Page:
As a trainer, I have always had an unsaid rule that I don’t offer unsolicited advice, especially to friends and family. I won’t give you my opinion unless you ask and I won’t judge you if you eat fast food or dessert, ever. So sometimes, I bite holes in my tongue. Or I write. Ha!
I have this friend. I love her, I support her and I want success for her more than she wants it for herself sometimes. She’s done the Weight Watchers program at least 5 times and has paid for it each time. The cost used to be something like $40/month or $10/meeting. She is drawn to go back to it because it’s easy for her now because she knows the rules. It has a points system and she knows how to keep track of points and over the years, has figured out lower point options for some of her favorite things. She has lost significant amount of weight with it in the past so why not do it again? She’d say, “I know what to do. I just don’t do it.” And if Dr. Phil inhabited my body, I/he’d say, “And how’s that working for ya?” (Yes, I use to watch Dr. Phil and that slightly sarcastic line is something I would say in my head as I bit holes in my tongue.)
Trying and failing is a part of life. But, if we don’t use the failure as an opportunity to learn, we’ve wasted the experience and we’ll likely face another opportunity (or failure) to learn it all over again (oh I hate that). There’s something fascinating about human motivation. We are often willing to try and fail at the easier, cheaper, and quicker ways at doing things leaving us defeated and discouraged time and time again than to have the courage or the willingness to try something different and do the hard things, the hard changes, the right thing the right way for long term, lifelong success.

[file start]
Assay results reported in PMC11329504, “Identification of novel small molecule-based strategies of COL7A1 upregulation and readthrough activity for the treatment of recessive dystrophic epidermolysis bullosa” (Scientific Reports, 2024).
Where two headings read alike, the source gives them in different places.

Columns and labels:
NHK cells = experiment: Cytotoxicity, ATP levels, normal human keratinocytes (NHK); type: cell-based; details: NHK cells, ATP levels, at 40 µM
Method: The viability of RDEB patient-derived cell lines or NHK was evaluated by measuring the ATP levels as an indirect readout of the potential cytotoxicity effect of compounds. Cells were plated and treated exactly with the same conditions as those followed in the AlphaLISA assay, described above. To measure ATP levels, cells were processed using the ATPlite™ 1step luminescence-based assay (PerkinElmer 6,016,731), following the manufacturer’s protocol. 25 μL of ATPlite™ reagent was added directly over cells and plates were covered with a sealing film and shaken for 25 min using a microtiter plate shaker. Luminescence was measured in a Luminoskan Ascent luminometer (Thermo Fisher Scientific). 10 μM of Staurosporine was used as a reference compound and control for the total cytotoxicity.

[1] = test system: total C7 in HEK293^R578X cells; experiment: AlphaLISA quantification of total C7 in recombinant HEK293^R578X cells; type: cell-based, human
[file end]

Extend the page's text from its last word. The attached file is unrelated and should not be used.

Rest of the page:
“This short term response to long-term desires is alive and well in the corporate world also. A management consultant friend of mine was hired by a billion-dollar company to help it fulfill its goals and aspirations. The problem was, she explained, no matter what the issue, the company’s managers were always drawn to the quicker, cheaper option over the better long-term solution. Just like the habitual dieter, “they never have the time or money to do it right the first time,” she said of her client, “but they always have the time and money to do it again.”‘
excerpt from Start with Why: How Great Leaders Inspire Everyone to Take Action by Simon Sinek
Working in the health and wellness industry for over 16 years has allowed me to come across thousands of people who have long-term desires, but are addressing it with the quicker, cheaper option over and over and over again. People are drawn to things like appetite suppressors, HIIT workouts and diets because they think it will give them faster results with less pain, less time, less effort and/or less cost. On the other hand, I watch people pay for gym memberships and not use them, but it’s too expensive to buy organic food. I watch people eat out 2-5x/week spending $20-250 or more a week on their “fix”, but hiring a trainer is too expensive. I know. I’ve been there. I work right in the thick of it and have said those things myself!!! Why in the world would I say that? Money is not the issue. Beliefs are the issue.
Beliefs come from knowledge which turn into understanding which turn into action which give us experience. If our knowledge never turns into understanding then our action won’t be fueled. If actions are not taken, we’ll never have the experience that solidifies our beliefs.
1. What’s your long-term health desire?
2. Why do you really want it? How much do you value it? How high of a priority is it for you?
3. What have you done to get it?
4. What doesn’t work for you?
5. What’s keeping you from learning and understanding more about a different way to address it?
6. Is money the issue or are your beliefs the issue?
Back to my friend…I hate that she gets discouraged and down about gaining weight back. I hate that there are other looming health issues that she faces and is likely to face if she doesn’t find long-term lifestyle health for her and her family. She’s said that money is an issue, but it’s not. They eat out, they buy new fun toys, she gets her hair done… It’s her beliefs…about herself, about nutrition, about what’s the best way to become her healthiest.
Fast, cheap and easy turn into long, expensive, hard and DISCOURAGING when you have to do them over and over and over again never getting your desire or aspiration. Maybe it’s worth choosing the harder things now that lead to long-term results forever.